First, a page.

A crowdfunding campaign has been launched to support the Cause of John Bradburne, a lay missionary and poet, who was shot dead, almost certainly by guerrillas, while working at a leper colony in Zimbabwe in 1979.
Born at Skirwith, Cumbria in 1921, John Bradburne was a charismatic figure. He was received into the Catholic Church in 1947. He once walked to Rome, lived for a year in the organ loft of a church and tried to live as a hermit on Dartmoor. He also served as a sacristan at Westminster Cathedral. On Good Friday in 1956 he joined the Secular Franciscan order of St Francis. Throughout his life he wrote poetry.
In the 1960s he travelled to Rhodesia, now Zimbabwe, as a missionary helper. From 1964 he was caretaker of a new centre near Harare. Then in 1969 he was appointed warden at Mutemwa Leprosy Settlement.
The single-minded loving care he gave the residents eventually brought him into conflict with the management committee. He refused to put number tags around the patients necks and reduce their already small diet, so he was sacked. He then lived in a tin hut, lacking water and sanitation, just outside the leprosy compound. From there he continued to help the lepers as much as he could.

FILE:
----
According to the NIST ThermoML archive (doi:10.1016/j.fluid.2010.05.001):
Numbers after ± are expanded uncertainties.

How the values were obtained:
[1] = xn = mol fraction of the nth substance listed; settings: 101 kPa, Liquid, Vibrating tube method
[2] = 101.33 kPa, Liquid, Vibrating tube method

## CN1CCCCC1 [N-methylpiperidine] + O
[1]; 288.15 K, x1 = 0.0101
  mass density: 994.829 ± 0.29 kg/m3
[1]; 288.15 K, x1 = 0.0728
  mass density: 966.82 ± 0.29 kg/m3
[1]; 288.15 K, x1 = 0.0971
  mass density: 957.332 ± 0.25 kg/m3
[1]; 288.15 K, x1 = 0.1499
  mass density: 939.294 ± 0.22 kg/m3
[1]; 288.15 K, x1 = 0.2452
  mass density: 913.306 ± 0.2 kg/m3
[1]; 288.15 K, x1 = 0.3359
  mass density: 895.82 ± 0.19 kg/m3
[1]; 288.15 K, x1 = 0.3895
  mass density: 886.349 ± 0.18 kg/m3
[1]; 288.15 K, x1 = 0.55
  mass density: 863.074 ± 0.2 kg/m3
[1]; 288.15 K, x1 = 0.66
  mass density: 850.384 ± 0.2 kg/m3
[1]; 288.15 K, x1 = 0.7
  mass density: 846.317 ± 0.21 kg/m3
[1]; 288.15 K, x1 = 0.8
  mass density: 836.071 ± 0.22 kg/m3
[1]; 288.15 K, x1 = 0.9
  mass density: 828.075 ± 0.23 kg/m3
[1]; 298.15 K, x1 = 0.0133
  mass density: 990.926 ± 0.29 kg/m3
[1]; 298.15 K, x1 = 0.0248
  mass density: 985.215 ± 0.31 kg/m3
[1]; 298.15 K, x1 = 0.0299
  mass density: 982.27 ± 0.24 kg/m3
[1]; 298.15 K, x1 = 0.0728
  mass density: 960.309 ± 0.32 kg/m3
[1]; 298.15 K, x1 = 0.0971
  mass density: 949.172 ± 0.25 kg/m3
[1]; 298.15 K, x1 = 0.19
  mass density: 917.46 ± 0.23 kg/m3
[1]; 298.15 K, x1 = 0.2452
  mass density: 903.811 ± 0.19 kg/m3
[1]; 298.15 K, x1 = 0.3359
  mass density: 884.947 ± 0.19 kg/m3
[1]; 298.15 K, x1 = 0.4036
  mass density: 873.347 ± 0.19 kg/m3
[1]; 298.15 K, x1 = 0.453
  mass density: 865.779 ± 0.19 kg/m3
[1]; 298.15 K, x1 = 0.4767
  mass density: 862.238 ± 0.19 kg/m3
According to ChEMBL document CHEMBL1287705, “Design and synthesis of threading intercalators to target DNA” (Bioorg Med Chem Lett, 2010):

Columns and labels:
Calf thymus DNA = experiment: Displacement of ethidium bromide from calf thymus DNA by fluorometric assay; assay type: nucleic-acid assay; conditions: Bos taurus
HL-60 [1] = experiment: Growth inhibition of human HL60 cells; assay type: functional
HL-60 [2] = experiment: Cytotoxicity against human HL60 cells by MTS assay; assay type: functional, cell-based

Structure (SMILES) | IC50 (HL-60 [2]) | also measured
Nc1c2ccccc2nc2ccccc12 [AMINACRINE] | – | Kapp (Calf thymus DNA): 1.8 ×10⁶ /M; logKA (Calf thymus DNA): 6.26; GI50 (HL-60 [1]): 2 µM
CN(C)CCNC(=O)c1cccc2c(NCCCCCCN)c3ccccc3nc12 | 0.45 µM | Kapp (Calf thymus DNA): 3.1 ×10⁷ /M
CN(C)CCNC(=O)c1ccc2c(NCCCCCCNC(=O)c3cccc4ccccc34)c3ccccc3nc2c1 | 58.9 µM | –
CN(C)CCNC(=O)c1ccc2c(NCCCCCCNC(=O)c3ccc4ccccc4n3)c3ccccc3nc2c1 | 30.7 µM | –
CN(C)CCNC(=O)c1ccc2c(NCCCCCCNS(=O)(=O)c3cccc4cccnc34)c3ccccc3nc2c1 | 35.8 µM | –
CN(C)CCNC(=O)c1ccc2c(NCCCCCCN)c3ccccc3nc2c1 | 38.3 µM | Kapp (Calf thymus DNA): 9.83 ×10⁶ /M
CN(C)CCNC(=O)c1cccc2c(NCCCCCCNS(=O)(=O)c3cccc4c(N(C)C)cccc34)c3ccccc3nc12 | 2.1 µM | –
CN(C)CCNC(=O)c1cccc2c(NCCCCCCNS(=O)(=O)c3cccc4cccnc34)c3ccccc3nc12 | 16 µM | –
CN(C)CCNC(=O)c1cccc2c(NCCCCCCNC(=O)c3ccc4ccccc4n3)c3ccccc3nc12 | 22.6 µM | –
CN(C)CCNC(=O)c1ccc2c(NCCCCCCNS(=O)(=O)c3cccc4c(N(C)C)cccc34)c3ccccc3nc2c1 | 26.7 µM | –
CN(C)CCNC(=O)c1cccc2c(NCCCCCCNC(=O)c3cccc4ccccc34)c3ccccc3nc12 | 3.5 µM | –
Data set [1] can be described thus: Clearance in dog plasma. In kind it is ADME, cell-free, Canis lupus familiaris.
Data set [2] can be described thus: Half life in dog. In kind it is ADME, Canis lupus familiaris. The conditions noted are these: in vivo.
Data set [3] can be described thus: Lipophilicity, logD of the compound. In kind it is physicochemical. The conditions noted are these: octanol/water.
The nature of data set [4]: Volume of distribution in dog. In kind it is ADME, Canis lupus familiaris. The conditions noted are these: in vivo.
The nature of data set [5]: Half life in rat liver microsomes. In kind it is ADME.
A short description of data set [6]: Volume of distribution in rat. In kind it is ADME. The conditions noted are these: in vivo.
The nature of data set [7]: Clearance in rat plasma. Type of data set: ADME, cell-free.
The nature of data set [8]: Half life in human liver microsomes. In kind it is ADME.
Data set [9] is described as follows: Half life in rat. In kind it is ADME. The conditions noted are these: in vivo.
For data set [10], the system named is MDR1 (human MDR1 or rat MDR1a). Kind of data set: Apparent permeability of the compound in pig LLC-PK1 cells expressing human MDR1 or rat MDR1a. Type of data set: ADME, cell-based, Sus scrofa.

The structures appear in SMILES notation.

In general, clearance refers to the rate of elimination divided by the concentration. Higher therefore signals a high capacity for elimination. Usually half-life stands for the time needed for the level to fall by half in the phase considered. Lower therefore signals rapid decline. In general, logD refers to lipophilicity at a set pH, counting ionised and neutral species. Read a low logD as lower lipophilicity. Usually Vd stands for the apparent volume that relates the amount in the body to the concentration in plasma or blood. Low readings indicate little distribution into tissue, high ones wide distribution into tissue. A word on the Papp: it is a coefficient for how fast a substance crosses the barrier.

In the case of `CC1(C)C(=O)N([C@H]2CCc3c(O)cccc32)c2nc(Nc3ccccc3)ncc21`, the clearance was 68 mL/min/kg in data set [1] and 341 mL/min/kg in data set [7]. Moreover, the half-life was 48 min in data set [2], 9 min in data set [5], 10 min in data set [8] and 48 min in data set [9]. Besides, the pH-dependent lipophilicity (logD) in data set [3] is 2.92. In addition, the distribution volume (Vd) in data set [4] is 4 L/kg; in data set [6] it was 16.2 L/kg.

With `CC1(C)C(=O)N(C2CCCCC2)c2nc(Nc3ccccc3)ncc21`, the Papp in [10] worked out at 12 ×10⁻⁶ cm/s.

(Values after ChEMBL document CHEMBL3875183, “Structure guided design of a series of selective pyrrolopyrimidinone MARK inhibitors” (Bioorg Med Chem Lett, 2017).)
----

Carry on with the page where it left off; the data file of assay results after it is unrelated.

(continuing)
As a lay Fransciscan, he sang the daily office of Our Lady and lived its hours, rising at dawn for Matins and ending the day with Vespers and Compline. This discipline provides the context for many poems written at the turning-points of the day.
During the Zimbabwean civil war, his efforts to prevent exploitation of the leprosy patients brought local hostility and suspicion. Friends urged him to leave the country but he wanted to stay with the lepers. On Wednesday 5 September 1979, his body was found by the roadside near Mutemwa. He had been shot.
Up to 25,000 people attend a service in his memory in Mutemwa each year.
The John Bradburne Memorial Society was founded in 1995 to support the work of the leper settlement. Celia Brigstocke, director of the Society, is also leading calls for John Bradburne's beatification. Since Bradburne's death there have been at least two miraculous cures linked to him.
Celia writes: "We have a Postulator, and it will mean a lot of research and checks which costs money to make him a saint at the Congregation of Causes for Saints. He could become the first saint for Zimbabwe and the first in England for a very long time. Please support this cause and do read the information on the JBMS website www.johnbradburne.com
To donate to the Cause see: www.justgiving.com/crowdfunding/celia-brigstocke